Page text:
I smiled and chatted with the barista at the local coffee shop today, but I’m sure he couldn’t see that I was literally counting the seconds until I could grab my iced coffee and collapse onto a nearby couch, because I was afraid I was going to pass out.
Even as our little family prays its way through each day, and sometimes each night, discouragement and confusion are a constant threat. It seems more than reasonable to accept that important lessons often take a season of stretching and growing to fully learn, for the heart to embrace. Yet, somehow when it comes to the Christian walk, it feels as though there’s tremendous pressure to read a few verses on joy and instantly demonstrate a flood of trust and contentment lest our fellow church-goers look down on our lack of faith.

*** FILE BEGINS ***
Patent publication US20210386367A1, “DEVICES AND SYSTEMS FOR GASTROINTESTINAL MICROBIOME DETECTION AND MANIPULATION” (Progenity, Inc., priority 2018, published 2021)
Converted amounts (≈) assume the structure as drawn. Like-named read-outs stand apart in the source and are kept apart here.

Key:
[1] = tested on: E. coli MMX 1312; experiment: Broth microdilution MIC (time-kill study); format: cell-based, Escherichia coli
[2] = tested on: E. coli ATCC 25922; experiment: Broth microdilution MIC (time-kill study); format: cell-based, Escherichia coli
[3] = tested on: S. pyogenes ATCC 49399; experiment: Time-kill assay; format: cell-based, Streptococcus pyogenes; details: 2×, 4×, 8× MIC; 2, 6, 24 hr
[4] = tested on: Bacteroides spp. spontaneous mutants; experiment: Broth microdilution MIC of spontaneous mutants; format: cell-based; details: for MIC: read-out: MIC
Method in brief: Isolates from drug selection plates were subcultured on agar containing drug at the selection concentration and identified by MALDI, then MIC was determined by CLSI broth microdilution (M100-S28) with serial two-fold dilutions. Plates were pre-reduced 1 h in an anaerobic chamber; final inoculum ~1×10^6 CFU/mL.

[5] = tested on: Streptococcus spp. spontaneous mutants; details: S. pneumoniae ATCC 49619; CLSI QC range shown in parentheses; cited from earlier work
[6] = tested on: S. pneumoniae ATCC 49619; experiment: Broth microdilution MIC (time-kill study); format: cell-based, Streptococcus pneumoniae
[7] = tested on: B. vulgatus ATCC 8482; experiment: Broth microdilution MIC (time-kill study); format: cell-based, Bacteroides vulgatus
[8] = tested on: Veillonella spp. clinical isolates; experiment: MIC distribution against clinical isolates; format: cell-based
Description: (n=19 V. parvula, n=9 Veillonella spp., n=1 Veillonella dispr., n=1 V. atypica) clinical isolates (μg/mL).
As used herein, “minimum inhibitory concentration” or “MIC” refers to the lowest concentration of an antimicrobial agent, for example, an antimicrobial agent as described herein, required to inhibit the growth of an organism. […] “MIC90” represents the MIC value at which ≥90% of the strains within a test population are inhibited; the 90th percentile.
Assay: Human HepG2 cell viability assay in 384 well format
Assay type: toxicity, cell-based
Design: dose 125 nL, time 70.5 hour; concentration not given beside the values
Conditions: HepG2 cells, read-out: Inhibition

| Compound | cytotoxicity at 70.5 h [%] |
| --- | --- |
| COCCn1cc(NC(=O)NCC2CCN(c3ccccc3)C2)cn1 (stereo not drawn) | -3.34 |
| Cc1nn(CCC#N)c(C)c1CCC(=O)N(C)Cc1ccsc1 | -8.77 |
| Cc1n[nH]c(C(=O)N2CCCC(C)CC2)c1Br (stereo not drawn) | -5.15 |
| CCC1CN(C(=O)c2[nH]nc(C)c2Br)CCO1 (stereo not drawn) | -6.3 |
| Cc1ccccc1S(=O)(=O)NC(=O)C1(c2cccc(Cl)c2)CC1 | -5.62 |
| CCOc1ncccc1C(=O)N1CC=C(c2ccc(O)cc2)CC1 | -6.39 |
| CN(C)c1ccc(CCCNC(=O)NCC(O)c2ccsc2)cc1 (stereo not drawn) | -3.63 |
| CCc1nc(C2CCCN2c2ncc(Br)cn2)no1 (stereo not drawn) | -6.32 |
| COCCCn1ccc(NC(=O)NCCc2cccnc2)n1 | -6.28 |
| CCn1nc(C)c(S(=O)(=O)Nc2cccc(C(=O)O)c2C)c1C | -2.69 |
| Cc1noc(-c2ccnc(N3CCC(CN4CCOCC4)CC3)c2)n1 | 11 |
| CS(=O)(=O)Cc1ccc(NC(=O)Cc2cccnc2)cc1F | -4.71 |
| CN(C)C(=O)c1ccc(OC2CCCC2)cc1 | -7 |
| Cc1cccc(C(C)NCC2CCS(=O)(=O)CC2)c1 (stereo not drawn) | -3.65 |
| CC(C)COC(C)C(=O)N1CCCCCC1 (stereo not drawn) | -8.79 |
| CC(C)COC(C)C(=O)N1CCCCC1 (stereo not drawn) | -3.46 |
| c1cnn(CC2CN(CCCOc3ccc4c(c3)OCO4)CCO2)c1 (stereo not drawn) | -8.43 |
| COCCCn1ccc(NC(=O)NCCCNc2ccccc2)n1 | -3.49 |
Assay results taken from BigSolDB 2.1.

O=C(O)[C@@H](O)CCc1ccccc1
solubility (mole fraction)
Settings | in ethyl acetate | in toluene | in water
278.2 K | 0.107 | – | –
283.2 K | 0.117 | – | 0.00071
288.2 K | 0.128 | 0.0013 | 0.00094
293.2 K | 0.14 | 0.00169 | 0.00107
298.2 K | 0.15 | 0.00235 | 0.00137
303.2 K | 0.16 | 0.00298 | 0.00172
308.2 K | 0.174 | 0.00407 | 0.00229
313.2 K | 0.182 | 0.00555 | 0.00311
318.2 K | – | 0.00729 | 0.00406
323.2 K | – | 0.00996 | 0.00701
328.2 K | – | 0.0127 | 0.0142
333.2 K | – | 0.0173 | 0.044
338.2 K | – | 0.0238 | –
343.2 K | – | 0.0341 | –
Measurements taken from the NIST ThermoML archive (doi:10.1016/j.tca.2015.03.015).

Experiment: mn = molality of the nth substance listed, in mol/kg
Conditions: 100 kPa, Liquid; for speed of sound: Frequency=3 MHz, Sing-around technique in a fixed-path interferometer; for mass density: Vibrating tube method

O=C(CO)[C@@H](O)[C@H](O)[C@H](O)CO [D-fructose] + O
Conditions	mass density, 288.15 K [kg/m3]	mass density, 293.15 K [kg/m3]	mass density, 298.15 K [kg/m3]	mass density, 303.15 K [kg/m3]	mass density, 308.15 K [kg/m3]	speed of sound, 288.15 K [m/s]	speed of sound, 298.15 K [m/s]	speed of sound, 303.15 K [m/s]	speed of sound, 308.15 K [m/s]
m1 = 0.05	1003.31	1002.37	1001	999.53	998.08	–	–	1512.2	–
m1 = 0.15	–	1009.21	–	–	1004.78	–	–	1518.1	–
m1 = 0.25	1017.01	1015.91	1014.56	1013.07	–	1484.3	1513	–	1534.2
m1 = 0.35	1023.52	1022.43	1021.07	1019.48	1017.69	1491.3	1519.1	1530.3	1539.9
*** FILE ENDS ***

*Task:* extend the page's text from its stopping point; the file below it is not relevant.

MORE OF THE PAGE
I do trust, most wholeheartedly, but I am still learning, and this journey is painfully difficult. I ask God to help my unbelief, because I’m just not strong enough.
I want desperately to accept these life changes and be on my merry Christian way.
But the truth is—I’m heartbroken.
It hurts to constantly be on the phone enlisting the help of others to take care my beautiful boy, when I want nothing more than to be the mommy he needs, the one who isn’t too exhausted to chase him around the backyard with the three legged dog, or one who bears a patience that isn’t constantly harassed by a body that complains of an illness that few can fully understand.
I ache to fire off e-mails to contacts in the equestrian community querying if anyone is in the market for a sweet horse, the same hazel coated pearl that I scrimped, saved, sweated, hoped, dreamed, and prayed for since I was eleven years old. The prize that I fought so hard to love and learn with, and for which I once gave almost every cent I owned.